The Cost of Work/Life Balance

The Cost of Work/Life Balance
This post was published on the now-closed HuffPost Contributor platform. Contributors control their own work and posted freely to our site. If you need to flag this entry as abusive, send us an email.

I've been hearing a lot about work/life balance these days from corporations and politicians. It seems that everyone wants to talk about how you can be successful at work and have a life too. In my career that was never the case.
I started at Microsoft in 1991 at the ripe old age of 35. That seems pretty young to me now but at the time I was the old guy. Everyone else was much younger; most of the people were straight out of college. I had a wife and two kids while a lot of people there were single. These people put in a ton of hours and a lot of them got great results because of it. They didn't care about work/life balance because work was their life, and that thinking was reinforced by the Microsoft review model that rewarded such behavior.
Over the years the employee population at Microsoft grew older and as people started to get married and raise families, the words 'work/life balance' were heard more and more, but the company still rewarded hard work and results. I remember at a company meeting many years ago a senior executive brought up the subject for the first time.
This was one of Microsoft's annual company meetings that were held in a large stadium in downtown Seattle and attended by thousands of employees from all over the world. I remember the executive got up on stage and said that he had been hearing a lot about work/life balance and he wanted everyone to know that he supported it. He went on to say that we didn't have to live at work to be successful and that we should feel free to reduce our hours and spend more time at home. He went on to say that we could still be very successful working only 70 to 80 hours a week. He meant it as a joke and everyone laughed, but many a truth is said in jest, and the people that continued to give their lives to the company continued to reap the rewards.
I've heard that the way Microsoft does reviews has changed since I retired but I bet they still give the best rewards to the people getting the best results, and I bet that in a lot of cases those are the people working the hardest and putting in the most hours.
I had a chance a few months back to speak at another large tech company. I was asked to speak to a group of managers after they had finished a meeting. When I walked into the room I saw there were several items written on the white board. One of those items was 'work/life balance'. I asked what the list on the board was for. One of the managers said that it was the list of things they wanted to work on... to get better at. I asked her what she meant by work/life balance. She said it was about people being able to have a life while still being successful at work. I asked her what she meant by having a life and she replied not working weekends and nights but instead being able to spend time with family and friends. I then asked her what she meant by still being successful. She said you shouldn't have to live at work to get raises, bonuses, or promotions.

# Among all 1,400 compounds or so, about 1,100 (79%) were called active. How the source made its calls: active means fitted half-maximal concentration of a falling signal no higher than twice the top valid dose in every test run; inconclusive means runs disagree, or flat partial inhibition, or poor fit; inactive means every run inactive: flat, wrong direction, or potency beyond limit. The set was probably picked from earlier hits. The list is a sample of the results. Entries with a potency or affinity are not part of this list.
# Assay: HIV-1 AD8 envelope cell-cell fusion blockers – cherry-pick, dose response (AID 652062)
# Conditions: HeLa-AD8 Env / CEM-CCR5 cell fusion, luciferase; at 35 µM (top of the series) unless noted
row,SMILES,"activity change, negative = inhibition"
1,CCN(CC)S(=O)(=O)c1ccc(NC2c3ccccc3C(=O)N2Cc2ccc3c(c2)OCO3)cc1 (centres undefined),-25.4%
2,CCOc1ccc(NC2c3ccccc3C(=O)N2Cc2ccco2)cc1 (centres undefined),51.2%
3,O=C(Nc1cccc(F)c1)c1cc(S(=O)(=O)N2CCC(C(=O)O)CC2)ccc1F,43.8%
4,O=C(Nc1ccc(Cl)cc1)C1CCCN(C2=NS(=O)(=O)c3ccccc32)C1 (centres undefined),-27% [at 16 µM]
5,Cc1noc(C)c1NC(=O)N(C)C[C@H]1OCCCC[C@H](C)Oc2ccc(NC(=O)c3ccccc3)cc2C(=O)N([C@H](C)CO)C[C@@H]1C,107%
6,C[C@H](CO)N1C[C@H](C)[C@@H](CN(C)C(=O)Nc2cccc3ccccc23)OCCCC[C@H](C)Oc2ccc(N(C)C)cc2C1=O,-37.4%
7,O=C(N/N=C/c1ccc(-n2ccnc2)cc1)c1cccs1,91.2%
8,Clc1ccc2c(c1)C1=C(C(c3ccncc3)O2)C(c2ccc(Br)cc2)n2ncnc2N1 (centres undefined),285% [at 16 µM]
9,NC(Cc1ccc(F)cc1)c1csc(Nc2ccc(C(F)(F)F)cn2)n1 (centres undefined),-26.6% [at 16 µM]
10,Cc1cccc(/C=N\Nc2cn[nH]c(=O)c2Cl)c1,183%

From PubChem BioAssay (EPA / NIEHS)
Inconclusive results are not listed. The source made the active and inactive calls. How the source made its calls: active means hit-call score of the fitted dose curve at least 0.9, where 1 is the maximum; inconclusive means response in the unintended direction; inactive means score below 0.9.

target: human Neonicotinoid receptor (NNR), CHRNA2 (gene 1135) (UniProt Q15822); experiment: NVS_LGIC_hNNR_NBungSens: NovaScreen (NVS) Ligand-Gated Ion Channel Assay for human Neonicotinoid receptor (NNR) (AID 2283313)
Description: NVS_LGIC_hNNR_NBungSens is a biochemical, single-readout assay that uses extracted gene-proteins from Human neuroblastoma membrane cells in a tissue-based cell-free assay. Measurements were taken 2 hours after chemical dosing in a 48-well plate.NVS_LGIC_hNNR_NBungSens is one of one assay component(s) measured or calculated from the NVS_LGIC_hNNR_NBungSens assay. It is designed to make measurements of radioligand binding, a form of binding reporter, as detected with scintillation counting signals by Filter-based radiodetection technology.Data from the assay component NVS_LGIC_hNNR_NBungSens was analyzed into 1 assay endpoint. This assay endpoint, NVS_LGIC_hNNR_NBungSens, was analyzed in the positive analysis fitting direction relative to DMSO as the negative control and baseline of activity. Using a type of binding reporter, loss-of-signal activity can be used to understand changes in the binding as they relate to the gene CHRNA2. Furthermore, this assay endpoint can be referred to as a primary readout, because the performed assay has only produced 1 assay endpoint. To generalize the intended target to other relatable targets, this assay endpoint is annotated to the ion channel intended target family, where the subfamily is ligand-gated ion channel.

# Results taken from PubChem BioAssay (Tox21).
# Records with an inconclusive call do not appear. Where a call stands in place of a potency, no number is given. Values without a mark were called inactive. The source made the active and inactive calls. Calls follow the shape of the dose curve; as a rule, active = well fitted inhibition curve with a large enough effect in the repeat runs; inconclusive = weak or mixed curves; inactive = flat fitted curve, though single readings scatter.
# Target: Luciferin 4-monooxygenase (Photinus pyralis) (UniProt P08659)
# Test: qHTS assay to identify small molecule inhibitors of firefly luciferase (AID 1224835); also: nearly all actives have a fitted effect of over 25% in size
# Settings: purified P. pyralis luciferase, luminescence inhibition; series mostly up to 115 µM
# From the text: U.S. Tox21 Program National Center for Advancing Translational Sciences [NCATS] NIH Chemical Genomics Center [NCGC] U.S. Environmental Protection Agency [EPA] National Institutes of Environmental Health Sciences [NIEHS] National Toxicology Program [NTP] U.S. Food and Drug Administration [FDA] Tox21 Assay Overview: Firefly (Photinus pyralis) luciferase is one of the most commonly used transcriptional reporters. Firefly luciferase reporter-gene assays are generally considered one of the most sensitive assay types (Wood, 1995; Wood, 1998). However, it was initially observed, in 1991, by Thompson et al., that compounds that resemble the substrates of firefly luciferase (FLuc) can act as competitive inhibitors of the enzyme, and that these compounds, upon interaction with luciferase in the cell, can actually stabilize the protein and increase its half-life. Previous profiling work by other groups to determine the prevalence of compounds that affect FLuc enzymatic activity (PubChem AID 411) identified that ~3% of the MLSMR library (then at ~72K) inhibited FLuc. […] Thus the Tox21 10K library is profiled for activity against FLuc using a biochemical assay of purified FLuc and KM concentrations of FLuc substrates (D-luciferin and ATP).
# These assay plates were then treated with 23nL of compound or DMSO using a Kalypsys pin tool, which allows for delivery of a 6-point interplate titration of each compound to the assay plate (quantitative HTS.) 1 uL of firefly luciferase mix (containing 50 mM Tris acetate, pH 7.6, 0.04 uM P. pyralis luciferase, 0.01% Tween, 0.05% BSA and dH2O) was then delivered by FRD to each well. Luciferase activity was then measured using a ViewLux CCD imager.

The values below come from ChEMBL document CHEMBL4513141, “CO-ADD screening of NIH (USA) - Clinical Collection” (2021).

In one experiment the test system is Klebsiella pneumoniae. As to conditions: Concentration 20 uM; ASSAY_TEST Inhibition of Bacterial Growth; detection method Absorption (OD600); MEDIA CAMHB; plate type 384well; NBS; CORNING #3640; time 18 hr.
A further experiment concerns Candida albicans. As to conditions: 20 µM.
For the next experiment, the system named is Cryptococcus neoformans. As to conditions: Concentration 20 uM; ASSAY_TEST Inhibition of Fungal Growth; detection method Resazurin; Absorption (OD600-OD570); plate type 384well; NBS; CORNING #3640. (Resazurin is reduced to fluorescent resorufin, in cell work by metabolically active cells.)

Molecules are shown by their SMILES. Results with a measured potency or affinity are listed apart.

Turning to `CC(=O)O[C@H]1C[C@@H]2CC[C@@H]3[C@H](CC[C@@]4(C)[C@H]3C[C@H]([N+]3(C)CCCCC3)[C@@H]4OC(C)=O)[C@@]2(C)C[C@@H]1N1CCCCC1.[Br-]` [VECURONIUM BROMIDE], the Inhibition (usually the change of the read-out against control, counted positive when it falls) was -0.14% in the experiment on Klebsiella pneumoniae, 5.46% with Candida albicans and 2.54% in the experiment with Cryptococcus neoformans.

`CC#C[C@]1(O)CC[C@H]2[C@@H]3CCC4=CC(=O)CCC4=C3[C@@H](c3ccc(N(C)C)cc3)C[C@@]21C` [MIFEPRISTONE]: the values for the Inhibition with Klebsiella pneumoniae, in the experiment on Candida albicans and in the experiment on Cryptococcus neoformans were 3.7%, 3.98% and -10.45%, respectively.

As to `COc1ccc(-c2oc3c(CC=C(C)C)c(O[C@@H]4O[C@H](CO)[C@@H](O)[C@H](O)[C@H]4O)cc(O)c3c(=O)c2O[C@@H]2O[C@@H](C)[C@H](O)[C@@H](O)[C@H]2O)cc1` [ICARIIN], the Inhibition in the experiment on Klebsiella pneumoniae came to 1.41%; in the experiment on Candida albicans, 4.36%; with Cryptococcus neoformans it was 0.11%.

I asked her if as a manager she had to evaluate her people and she said yes. I asked if as a part of this evaluation she gave out rewards and she said she did. So I said imagine you have two people and you are doing their reviews. I said I assume you have a finite amount of rewards to give out and she agreed that it was true. I asked her if she gave everyone the same rewards regardless of results and she said no. She went on to say she rewards results and I said that makes sense. So, I said, you have these two employees: one puts in a solid day's work and gets good results. The other stays late and comes in on the weekends and gets better results. In fact, when there is extra work to do you always give it to the second employee, because you know they will do whatever it takes to get the work done. Subsequently, which employee gets the better rewards. She said the one putting in the extra hours. I said so you're punishing the person who has a life. She said no, I'm rewarding the person getting the better results.
I agreed that she was doing the right thing. This is the problem with the work/life balance philosophy. You see, work and life are a competition. Everything we do competes with our finite time. You must decide what things are worth spending your finite time on and only you can decide what you value the most. Your company also must decide what it values most and usually what it values and rewards is results.
So, while I agree that work/life balance is a good thing to strive for, you must understand that there is a cost associated with it. If you decide to work the long hours and achieve the results, your company will very likely reward that behavior with raises, bonuses, promotions and maybe stock; those are the benefits. This decision also means you're missing time with family and friends. You won't be home for dinner some nights and you might miss some soccer games on the weekend; these are the costs. Is it worth it? A lot of people will say yes and that's a fine choice. There are others who will choose the other path, and that's also a valid choice. Certainly, doing so shouldn't jeopardize your job, but come review time the bonuses are going to the people who did the bonus work.
It's a competition, after all.

Go To Homepage